In recent years, structured tests have spread widely in the Italian school, also thanks to external assessments, both national and international. “Structured tests” are are all those tools used for checking knowledge, skills and competences consisting of a series of items (questions), whose answers and scores are predetermined. This type of test is also called objective (or test) as it allows you to establish a priori (at the same time as the construction of the test) the score to be attributed to each question depending on whether the answer provided is correct or incorrect and the its correction is independent of the revisor.
In addition, therefore, to the elimination of the examiner’s subjectivity, the structured tests give the certainty of asking everyone for the same identical task and are extremely economical both during the execution and evaluation phase. They allow to measure in an objective and standardized way certain knowledge and skills, even if obviously the formulation of the single questions and the construction of the test are entrusted to the professionalism of the teachers, who must in any case possess adequate skills in construction techniques to guarantee the validity of this type of test.
A great way to create a test as a quick assessment of students’ knowledge is Google Forms: within a module you can enter, in addition to a wide range of questions (short answer, paragraph, multiple choice, check boxes, list to descent, linear scale, multiple choice grid, etc.), dates and times, descriptions, images and videos. The module can also be divided into sections for a more orderly and easier administration of questions.
You can expect anyone to answer questions or that modules are assigned only to certain accounts; in the latter case, you will have the opportunity to acquire the username and decide whether they will be able to send a single response or modify those already given. You can associate points with questions, indicate which answers are correct and provide return messages for the right or wrong ones. In this way, those who complete the test will have feedback with the score obtained and any explanatory messages. You then receive the results as soon as they arrive and you can view the answers as a summary by individual user, within a spreadsheet or have the analysis of a survey with tables, graphs, indices and percentages.
Google Modules, therefore, allows you to print a test that has just been carried out, with the evaluation already calculated, automatically extract the answers given by the pupils with the errors made and the mark established for each student, make the results of a verification available for their students in the shortest possible time, to know in a short time how many have filled in a form and what they answered to each question.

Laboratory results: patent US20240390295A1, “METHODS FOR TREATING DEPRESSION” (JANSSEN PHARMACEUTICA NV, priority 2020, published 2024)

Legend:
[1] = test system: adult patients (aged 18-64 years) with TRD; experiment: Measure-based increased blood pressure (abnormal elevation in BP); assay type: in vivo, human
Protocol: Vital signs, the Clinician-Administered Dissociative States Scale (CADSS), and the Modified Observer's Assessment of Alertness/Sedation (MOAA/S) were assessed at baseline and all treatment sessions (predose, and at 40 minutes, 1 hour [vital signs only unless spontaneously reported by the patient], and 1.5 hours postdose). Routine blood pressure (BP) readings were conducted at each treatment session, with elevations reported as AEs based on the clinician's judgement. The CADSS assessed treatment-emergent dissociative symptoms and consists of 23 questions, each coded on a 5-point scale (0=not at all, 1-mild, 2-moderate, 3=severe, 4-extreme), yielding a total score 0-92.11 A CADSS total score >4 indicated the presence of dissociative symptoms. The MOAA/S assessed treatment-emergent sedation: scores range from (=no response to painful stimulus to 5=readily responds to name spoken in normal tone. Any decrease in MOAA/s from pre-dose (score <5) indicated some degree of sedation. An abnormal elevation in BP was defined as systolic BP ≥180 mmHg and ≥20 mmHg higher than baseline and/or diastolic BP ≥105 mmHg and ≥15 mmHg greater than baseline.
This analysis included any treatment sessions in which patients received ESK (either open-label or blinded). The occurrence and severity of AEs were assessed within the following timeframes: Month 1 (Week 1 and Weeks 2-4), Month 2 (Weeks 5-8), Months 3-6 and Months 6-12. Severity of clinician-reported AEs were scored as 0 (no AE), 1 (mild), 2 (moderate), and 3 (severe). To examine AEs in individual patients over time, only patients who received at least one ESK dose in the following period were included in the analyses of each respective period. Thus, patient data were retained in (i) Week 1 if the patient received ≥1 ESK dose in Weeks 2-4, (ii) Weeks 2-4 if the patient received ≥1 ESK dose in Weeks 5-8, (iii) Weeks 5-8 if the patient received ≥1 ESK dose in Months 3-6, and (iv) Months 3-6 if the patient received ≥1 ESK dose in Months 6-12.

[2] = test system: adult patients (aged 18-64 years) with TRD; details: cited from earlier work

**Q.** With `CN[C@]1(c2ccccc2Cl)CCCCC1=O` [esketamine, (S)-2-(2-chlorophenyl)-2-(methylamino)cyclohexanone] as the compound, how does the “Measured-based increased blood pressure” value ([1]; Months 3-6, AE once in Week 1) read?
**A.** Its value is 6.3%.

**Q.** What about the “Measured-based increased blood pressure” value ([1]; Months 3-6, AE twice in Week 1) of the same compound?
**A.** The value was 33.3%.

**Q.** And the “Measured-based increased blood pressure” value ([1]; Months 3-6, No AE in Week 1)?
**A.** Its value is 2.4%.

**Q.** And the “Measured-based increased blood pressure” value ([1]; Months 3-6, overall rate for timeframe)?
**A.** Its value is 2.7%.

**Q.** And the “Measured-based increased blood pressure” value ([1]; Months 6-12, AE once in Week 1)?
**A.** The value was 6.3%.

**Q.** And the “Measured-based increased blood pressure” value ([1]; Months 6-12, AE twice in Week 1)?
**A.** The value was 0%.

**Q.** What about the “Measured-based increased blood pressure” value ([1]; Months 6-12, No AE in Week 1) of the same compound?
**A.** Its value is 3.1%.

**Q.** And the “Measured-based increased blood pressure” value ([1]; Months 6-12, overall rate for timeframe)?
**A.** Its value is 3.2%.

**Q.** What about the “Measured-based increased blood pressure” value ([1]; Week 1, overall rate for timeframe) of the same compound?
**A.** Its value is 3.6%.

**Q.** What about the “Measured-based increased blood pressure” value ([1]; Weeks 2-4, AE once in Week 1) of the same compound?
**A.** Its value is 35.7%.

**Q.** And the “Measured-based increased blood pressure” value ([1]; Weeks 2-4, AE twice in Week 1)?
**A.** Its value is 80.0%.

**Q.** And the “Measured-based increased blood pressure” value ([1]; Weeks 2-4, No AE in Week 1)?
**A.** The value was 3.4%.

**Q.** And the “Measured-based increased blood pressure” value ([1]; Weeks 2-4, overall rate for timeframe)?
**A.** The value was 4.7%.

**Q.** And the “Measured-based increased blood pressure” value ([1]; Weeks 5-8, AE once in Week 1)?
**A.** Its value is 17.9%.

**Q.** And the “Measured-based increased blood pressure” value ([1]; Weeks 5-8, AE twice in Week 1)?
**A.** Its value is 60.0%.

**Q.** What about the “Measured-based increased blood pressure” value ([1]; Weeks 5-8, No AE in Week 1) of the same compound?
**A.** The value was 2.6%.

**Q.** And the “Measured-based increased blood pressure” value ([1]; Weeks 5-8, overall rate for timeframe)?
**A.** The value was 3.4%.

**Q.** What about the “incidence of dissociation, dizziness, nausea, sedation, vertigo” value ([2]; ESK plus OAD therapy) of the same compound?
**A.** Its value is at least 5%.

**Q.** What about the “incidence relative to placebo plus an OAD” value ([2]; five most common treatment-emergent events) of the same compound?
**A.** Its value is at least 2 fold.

It also allows you to collaborate with other people in the realization of a test by sharing it with them: each user can work on one field at a time; for example, if you are writing the text of a question, the other person will not be able to edit it, but will be able to write the comments or answers.
These tests are a perfect activity either at the beginning of the lesson or as a task before students leave the classroom; you can encourage team collaboration and reflection by inviting students to work with others to answer questions. Better training evaluations can also facilitate the creation of clear actions for teachers and students, because through simple and carefully prepared training assessments, it will be possible to reduce the time needed for student assessment.
Of course, in an educational landscape focused on measuring student achievement, it is important to keep the focus on the learning process and not only on the results, so well-constructed training checks can represent an efficient mechanism for teachers to measure learning students during class instead of waiting for a unit to end.
They must serve a defined purpose, be consistent with the
learning outcomes, meet the needs of the teacher and highlight the progress
made by each student in the learning process.
Do you use tests as a teaching method to measure learning?